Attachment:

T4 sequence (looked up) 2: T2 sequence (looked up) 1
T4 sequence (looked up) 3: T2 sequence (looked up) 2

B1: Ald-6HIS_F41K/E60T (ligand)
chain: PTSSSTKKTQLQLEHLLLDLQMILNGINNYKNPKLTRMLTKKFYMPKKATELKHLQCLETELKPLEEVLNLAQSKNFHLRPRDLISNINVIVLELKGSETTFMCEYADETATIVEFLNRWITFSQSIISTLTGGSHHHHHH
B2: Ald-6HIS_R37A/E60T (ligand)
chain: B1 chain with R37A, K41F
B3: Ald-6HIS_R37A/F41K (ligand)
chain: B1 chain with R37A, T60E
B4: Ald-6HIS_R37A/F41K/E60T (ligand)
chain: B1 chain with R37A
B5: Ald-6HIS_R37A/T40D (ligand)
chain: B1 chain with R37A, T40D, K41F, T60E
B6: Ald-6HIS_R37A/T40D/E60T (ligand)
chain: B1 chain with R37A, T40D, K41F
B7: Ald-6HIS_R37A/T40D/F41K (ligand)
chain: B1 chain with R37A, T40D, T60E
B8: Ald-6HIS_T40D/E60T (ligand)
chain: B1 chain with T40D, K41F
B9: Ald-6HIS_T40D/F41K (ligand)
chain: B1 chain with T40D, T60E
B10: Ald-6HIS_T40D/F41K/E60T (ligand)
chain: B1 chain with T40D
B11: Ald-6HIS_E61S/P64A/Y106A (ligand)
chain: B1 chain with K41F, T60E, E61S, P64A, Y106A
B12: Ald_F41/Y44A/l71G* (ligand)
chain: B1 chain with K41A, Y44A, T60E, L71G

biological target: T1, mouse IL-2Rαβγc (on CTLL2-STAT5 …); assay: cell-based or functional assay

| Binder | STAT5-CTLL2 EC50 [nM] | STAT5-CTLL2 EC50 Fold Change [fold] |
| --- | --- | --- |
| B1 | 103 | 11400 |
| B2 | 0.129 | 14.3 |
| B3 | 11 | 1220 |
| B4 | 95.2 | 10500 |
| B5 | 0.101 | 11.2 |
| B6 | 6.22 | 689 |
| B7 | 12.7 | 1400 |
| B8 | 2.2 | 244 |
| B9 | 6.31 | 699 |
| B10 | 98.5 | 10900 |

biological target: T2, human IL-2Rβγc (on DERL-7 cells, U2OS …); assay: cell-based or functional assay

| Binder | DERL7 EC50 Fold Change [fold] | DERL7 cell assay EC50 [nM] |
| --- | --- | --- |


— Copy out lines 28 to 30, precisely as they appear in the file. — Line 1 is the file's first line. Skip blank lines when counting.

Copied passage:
| Binder | STAT5-CTLL2 EC50 [nM] | STAT5-CTLL2 EC50 Fold Change [fold] |
| --- | --- | --- |
| B1 | 103 | 11400 |